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Seok Hee Kim
Hyuek Jong Lee
Wi-Young So


Dormitory, Exercise Habit, Body Composition, Physical Fitness


Background and Objective

The health benefits of regular exercise are well known, and the transition to adulthood is an important time for establishing exercise habits. In this study, we aimed to identify the degree of obesity prevention and fitness according to exercise level in male and female university students who live in dormitories.

Material and Methods

This study included 1,808 university dormitory residents, 1,263 men and 545 women, who completed a sociodemographic questionnaire and were classified into groups according to exercise habit. Sociodemographic data were expressed as frequency and percent, and one-way analysis of variance was conducted to examine the group difference according to exercise habit.

Results: Weight, muscle mass, lean body mass, and basal metabolism were significantly higher in male university students living in dormitories who habitually exercise at least 3 times a week compared to those who exercise less often (p<0.05). The body mass index was higher in female university students living in dormitories who exercise at least 3 times a week compared to those who exercise less often (p<0.05). The former group could also perform a greater number of sit-ups (p<0.01) and had greater back strength (p<0.01) and faster whole-body reaction time (p<0.01). Women who exercised at least once a week could perform more pushups versus those who did not exercise (p<0.01). Male university students living in dormitory who exercise at least 3 times a week had higher systolic blood pressure and greater grip strength than male students who exercised twice a week or less (p<0.05); they could also do more push-ups (p<0.05).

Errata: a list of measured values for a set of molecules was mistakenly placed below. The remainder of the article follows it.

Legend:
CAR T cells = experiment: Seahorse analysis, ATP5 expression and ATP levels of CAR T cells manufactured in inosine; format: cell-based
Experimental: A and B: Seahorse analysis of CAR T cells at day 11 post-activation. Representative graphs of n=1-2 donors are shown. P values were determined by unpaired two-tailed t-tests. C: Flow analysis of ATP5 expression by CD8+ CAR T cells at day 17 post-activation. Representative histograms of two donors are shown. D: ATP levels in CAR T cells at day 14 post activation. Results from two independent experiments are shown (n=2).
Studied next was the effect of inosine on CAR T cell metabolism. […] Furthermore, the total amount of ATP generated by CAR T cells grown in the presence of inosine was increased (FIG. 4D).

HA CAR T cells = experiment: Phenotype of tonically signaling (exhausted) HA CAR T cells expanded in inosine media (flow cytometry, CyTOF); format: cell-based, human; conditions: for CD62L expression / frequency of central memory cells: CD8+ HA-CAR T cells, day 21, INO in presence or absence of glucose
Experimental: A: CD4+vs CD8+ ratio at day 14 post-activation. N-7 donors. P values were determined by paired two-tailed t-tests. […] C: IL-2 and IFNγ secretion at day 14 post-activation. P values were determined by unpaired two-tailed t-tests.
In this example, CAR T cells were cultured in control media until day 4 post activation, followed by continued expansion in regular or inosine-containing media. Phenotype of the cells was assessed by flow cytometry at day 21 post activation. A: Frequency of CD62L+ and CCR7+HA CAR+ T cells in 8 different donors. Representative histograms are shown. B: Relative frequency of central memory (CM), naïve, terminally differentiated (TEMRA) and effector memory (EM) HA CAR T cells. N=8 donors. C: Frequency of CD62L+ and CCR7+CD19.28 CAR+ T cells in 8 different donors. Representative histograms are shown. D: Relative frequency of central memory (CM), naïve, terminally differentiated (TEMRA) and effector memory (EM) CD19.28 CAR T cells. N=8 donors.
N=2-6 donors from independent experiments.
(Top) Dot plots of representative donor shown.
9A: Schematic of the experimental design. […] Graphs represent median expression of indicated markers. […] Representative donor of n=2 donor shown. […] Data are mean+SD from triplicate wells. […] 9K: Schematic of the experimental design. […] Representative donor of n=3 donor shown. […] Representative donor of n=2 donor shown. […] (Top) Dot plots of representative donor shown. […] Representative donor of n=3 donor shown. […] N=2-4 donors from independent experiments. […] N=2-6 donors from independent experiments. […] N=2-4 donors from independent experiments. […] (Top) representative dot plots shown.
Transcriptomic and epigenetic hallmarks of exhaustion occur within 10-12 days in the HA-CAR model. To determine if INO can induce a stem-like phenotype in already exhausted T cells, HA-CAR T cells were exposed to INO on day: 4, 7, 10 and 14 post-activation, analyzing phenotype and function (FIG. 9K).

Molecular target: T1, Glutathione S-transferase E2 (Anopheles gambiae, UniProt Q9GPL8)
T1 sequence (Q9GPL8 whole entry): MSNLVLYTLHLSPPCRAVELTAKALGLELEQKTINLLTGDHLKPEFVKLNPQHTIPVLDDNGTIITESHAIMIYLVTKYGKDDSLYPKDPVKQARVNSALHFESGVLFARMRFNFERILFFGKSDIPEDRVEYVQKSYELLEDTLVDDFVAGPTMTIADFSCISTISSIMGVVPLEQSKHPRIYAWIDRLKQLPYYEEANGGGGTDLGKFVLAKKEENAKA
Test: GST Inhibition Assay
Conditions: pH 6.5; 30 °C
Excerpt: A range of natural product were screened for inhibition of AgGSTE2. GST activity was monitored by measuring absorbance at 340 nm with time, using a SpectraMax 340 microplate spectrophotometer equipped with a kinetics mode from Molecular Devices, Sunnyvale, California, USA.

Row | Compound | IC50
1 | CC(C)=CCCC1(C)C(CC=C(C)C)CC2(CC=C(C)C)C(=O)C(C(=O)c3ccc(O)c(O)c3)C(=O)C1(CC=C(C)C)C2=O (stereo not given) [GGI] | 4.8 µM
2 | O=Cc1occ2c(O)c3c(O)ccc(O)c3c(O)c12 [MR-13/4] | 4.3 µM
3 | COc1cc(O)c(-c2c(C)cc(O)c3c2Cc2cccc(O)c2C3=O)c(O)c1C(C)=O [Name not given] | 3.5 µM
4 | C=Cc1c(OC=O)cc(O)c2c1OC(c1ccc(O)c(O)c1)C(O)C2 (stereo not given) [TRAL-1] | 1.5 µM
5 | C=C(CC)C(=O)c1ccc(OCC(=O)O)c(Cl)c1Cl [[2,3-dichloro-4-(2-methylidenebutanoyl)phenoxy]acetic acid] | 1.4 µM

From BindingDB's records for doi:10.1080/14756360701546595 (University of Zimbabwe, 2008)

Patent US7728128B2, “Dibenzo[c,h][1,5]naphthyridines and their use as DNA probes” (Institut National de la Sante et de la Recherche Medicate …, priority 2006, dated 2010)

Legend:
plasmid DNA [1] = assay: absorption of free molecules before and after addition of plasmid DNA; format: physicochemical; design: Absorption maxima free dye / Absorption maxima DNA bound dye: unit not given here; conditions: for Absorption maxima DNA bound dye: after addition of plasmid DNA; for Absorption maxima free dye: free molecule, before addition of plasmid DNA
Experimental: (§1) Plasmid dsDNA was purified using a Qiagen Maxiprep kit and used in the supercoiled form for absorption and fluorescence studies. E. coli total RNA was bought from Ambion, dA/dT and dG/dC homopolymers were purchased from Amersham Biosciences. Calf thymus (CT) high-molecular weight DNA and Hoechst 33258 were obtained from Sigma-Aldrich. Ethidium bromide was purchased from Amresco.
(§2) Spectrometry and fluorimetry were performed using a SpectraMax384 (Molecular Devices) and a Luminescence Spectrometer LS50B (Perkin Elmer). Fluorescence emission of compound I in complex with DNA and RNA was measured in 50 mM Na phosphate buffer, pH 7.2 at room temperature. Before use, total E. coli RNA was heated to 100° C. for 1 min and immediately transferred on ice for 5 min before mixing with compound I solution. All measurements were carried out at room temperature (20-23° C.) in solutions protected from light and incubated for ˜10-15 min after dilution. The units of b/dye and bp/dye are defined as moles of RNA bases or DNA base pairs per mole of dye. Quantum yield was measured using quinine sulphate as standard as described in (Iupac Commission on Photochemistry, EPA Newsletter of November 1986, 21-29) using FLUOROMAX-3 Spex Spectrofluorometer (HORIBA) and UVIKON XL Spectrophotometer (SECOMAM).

University students who exercise at least 3 times a week have somewhat higher fitness and healthier body composition compared to those who exercise twice a week or less. These differences may impact lifetime fitness and body composition.


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